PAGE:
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Wednesday, July 27, 2005

Houston, We (Still) Have a Problem

It was just like old times. All the networks left the game shows for the launch. Even Oprah and Dr. Phil were preempted for the Return to Flight. And the launch was a thing of beauty.

Until the tile came off. Live. On International television. And the nearest tow truck is still in the hangar. Uh-oh.

NASA is working with technology from the '70's. Does anybody have anything left in their house from the '70's? I may have an old Superman comic book stashed away from that period, old and fading, crumpled around the edges, but that's about it.

That comic book and the Shuttle program have alot in common. Both are falling apart, and being maintained with tape and chewing gum. The difference is my comic book is stashed in a closet. The Shuttle is on TV, with men and women aboard her. Men and women who may be younger than the craft they are flying.

It's time to start over. It's time to jettison the worn out bureaucracy of NASA, and invest our space dollars where they can be effective. The X-Prize gave us a look at the future of space flight. Private enterprise can do it better, cheaper, and safer. An influx of funds from the Federal Government could jump start the private space industry with technology from this century. It would also get us to the Moon, and Mars much faster than a plodding NASA ever could.

It's time to reach for the stars by looking forward, instead of back to a bloated government entity long past it's glory days. It's time for private enterprise to take the lead in manned space flight. It's the best way to fulfill the dream so many of us have held dear for so long.

Update: 5:00pm
It looks like the debris did not hit the shuttle. That's good news, but doesn't change the fact that 40 years into manned space flight, we are still parked in low Earth orbit making sure 30 year old technology hasn't led to another disaster. A far cry from Arthur C. Clarke's 2001 dream.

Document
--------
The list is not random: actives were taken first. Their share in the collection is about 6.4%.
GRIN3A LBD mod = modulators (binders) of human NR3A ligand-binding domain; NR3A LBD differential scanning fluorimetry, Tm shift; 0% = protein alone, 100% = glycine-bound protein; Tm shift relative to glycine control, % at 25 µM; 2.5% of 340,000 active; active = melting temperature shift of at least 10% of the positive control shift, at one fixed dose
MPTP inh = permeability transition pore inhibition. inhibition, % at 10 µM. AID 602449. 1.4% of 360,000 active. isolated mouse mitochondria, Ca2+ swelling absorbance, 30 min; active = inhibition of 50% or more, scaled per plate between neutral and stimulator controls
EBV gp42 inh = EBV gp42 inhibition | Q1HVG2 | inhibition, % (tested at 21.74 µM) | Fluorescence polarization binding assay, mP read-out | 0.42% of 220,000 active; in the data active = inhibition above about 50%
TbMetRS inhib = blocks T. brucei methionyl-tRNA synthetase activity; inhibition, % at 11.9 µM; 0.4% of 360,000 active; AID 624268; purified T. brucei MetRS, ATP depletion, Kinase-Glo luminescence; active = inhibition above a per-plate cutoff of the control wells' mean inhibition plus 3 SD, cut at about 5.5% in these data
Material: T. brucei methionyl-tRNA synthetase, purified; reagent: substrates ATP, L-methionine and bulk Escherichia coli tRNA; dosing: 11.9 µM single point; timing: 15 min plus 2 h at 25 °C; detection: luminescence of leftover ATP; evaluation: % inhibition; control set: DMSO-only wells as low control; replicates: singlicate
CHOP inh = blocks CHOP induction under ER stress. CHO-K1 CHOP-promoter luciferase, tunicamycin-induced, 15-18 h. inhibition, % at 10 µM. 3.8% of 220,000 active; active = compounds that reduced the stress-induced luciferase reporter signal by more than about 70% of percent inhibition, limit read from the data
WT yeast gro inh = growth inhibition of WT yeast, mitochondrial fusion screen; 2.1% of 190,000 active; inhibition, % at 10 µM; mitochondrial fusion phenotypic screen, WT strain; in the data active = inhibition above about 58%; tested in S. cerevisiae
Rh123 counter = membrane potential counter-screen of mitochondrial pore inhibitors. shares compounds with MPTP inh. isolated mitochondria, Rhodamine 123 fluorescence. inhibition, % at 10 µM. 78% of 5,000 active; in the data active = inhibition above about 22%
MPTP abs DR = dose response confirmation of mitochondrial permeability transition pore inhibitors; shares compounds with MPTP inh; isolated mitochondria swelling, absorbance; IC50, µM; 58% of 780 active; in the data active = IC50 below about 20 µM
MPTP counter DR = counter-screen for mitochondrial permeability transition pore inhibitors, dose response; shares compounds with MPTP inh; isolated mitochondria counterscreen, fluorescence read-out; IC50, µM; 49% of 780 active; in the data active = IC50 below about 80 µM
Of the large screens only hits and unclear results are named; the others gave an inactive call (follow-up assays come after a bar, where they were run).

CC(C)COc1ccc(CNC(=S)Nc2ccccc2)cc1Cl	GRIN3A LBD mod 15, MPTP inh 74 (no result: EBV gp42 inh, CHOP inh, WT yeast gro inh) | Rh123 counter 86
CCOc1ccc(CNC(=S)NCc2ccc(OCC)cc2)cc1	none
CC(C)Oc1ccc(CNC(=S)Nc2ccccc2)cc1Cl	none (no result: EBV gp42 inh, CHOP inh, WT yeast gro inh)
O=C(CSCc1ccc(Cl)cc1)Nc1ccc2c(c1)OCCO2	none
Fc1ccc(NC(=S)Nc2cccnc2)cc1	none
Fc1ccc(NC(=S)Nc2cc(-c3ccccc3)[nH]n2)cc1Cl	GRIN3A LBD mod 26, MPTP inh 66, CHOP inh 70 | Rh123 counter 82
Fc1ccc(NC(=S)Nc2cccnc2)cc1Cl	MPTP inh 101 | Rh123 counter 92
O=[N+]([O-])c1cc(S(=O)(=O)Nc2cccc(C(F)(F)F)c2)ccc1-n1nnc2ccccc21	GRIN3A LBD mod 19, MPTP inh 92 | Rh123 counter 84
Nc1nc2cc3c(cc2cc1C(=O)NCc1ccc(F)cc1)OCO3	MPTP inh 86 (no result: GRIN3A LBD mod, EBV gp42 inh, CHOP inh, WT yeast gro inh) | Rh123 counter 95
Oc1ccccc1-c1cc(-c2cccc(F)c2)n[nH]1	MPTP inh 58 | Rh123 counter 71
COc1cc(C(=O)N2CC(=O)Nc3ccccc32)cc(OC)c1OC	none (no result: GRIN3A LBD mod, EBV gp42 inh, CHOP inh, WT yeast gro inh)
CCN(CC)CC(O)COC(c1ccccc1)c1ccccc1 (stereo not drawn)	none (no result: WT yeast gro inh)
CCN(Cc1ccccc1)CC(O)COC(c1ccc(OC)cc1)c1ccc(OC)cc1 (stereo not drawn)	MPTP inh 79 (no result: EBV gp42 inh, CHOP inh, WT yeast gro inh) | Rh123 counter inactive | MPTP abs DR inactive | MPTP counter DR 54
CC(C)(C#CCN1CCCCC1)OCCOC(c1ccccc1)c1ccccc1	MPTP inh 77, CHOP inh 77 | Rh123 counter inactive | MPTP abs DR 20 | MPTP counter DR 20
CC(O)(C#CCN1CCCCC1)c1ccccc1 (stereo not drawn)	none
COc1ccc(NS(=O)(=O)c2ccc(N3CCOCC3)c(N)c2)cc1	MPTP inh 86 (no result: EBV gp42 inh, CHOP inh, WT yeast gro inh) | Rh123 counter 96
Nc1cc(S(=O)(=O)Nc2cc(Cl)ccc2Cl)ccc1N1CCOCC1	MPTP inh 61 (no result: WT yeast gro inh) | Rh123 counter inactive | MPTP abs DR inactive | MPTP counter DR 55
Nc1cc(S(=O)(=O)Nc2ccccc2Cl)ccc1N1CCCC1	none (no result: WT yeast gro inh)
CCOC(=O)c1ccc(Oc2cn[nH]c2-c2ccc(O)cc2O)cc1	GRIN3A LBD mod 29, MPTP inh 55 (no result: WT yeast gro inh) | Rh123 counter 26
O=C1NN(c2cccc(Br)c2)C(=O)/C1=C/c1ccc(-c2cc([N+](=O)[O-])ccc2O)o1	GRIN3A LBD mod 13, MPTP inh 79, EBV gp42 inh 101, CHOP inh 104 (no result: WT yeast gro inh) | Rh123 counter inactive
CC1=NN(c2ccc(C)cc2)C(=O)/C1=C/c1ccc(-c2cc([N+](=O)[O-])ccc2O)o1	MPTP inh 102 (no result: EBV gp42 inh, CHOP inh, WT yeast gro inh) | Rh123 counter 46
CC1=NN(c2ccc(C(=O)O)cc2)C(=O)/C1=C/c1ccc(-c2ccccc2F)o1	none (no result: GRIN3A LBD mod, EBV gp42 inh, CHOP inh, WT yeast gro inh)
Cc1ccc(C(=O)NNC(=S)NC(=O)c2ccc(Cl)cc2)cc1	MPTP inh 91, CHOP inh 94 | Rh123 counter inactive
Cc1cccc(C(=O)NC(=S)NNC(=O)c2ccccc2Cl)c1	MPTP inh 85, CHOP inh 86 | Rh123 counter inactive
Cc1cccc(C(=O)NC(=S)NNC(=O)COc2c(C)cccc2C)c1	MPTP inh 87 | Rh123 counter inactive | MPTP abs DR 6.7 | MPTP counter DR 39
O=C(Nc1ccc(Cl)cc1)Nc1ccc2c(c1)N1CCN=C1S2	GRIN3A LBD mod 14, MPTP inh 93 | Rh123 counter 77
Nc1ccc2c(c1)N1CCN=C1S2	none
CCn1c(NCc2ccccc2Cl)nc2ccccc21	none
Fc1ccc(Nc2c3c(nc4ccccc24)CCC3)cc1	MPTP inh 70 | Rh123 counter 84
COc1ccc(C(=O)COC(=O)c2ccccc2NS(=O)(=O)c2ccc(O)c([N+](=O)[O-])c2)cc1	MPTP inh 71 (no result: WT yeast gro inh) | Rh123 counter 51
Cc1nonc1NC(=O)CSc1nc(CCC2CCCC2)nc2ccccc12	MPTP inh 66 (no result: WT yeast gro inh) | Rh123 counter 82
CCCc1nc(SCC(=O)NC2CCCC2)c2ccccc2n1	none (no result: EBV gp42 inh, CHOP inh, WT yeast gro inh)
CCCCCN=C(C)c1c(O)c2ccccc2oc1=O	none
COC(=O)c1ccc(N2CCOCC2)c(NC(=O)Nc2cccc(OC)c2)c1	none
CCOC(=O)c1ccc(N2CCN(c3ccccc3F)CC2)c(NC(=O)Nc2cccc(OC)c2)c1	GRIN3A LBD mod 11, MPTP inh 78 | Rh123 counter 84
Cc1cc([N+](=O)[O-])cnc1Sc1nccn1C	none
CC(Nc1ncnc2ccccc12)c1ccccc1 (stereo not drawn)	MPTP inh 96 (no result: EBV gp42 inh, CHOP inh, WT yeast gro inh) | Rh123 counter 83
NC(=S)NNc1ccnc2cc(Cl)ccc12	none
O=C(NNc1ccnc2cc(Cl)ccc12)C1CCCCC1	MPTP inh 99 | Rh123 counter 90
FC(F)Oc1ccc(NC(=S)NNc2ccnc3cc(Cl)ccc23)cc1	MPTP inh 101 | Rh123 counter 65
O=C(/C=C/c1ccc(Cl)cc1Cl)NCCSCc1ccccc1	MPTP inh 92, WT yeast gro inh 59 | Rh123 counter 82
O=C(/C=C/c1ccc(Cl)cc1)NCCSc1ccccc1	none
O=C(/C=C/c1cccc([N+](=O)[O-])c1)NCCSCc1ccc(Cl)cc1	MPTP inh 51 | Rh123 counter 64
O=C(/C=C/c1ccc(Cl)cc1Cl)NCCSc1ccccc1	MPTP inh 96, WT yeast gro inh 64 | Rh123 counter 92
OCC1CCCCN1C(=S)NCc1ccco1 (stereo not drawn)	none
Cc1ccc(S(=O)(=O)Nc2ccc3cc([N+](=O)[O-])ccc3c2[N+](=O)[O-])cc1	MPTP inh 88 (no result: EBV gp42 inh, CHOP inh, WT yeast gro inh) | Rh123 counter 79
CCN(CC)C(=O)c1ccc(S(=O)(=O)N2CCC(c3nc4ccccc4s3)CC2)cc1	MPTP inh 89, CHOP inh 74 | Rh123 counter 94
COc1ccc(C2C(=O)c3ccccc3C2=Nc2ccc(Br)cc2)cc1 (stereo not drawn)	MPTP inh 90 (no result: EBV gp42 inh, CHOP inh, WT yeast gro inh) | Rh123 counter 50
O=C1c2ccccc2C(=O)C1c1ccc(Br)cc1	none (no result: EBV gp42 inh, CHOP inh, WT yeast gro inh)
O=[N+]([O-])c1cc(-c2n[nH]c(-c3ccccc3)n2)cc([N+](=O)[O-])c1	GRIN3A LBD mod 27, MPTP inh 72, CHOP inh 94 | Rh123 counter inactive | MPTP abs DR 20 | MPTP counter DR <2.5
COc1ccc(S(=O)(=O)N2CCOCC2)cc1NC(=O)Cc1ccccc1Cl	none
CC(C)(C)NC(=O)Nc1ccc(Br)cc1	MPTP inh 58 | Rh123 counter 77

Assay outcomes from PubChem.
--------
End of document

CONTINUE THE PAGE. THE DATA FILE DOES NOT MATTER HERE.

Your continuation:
Update: 7:30 pm

All Shuttle flights have been grounded until further notice. The peice of foam could have caused the same catastrophe as Columbia. It keeps getting worse for NASA.

On a more positive note is this.

British entrepreneur, Sir Richard Branson, has teamed up with aerospace designer, Burt Rutan of Scaled Composites to form a new aerospace production company. The new firm will build a fleet of commercial suborbital spaceships and launch aircraft.Called The Spaceship Company, the new entity will manufacture launch aircraft, various spacecraft and support equipment and market those products to spaceliner operators. Clients include launch customer, Virgin Galactic—formed by Branson to handle space tourist flights.The Spaceship Company is jointly owned by Branson’s Virgin Group and Scaled Composites of Mojave, California. Scaled will be contracted for research and development testing and certification of a 9-person SpaceShipTwo design, and a White Knight Two (WK2) mothership to be called Eve. Rutan will head up the technical development team for the SS2/WK2 combination.
Space flight is coming. Just not the way NASA had planned.

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